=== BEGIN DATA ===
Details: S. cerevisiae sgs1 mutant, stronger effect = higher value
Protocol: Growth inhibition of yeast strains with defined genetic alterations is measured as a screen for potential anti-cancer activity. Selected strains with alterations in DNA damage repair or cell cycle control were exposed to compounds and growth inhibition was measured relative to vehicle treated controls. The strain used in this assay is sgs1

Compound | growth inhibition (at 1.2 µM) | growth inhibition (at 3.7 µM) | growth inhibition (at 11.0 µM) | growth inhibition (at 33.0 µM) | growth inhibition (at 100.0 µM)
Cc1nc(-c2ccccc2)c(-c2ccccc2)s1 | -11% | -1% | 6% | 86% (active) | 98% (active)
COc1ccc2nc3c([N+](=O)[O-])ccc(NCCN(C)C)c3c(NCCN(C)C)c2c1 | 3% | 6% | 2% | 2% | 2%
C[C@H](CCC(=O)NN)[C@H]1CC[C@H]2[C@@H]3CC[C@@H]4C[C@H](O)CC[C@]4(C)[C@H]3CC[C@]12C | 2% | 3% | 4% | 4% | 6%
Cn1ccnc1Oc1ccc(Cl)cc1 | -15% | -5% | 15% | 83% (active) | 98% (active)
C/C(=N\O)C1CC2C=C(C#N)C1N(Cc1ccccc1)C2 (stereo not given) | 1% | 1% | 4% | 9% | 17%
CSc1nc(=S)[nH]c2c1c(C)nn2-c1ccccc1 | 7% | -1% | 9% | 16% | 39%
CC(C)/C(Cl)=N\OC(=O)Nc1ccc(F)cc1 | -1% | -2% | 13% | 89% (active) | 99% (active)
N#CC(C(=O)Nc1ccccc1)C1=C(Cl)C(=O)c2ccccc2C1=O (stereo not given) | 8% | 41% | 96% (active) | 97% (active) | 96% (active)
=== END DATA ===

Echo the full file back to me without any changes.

Details: S. cerevisiae sgs1 mutant, stronger effect = higher value
Protocol: Growth inhibition of yeast strains with defined genetic alterations is measured as a screen for potential anti-cancer activity. Selected strains with alterations in DNA damage repair or cell cycle control were exposed to compounds and growth inhibition was measured relative to vehicle treated controls. The strain used in this assay is sgs1

Compound | growth inhibition (at 1.2 µM) | growth inhibition (at 3.7 µM) | growth inhibition (at 11.0 µM) | growth inhibition (at 33.0 µM) | growth inhibition (at 100.0 µM)
Cc1nc(-c2ccccc2)c(-c2ccccc2)s1 | -11% | -1% | 6% | 86% (active) | 98% (active)
COc1ccc2nc3c([N+](=O)[O-])ccc(NCCN(C)C)c3c(NCCN(C)C)c2c1 | 3% | 6% | 2% | 2% | 2%
C[C@H](CCC(=O)NN)[C@H]1CC[C@H]2[C@@H]3CC[C@@H]4C[C@H](O)CC[C@]4(C)[C@H]3CC[C@]12C | 2% | 3% | 4% | 4% | 6%
Cn1ccnc1Oc1ccc(Cl)cc1 | -15% | -5% | 15% | 83% (active) | 98% (active)
C/C(=N\O)C1CC2C=C(C#N)C1N(Cc1ccccc1)C2 (stereo not given) | 1% | 1% | 4% | 9% | 17%
CSc1nc(=S)[nH]c2c1c(C)nn2-c1ccccc1 | 7% | -1% | 9% | 16% | 39%
CC(C)/C(Cl)=N\OC(=O)Nc1ccc(F)cc1 | -1% | -2% | 13% | 89% (active) | 99% (active)
N#CC(C(=O)Nc1ccccc1)C1=C(Cl)C(=O)c2ccccc2C1=O (stereo not given) | 8% | 41% | 96% (active) | 97% (active) | 96% (active)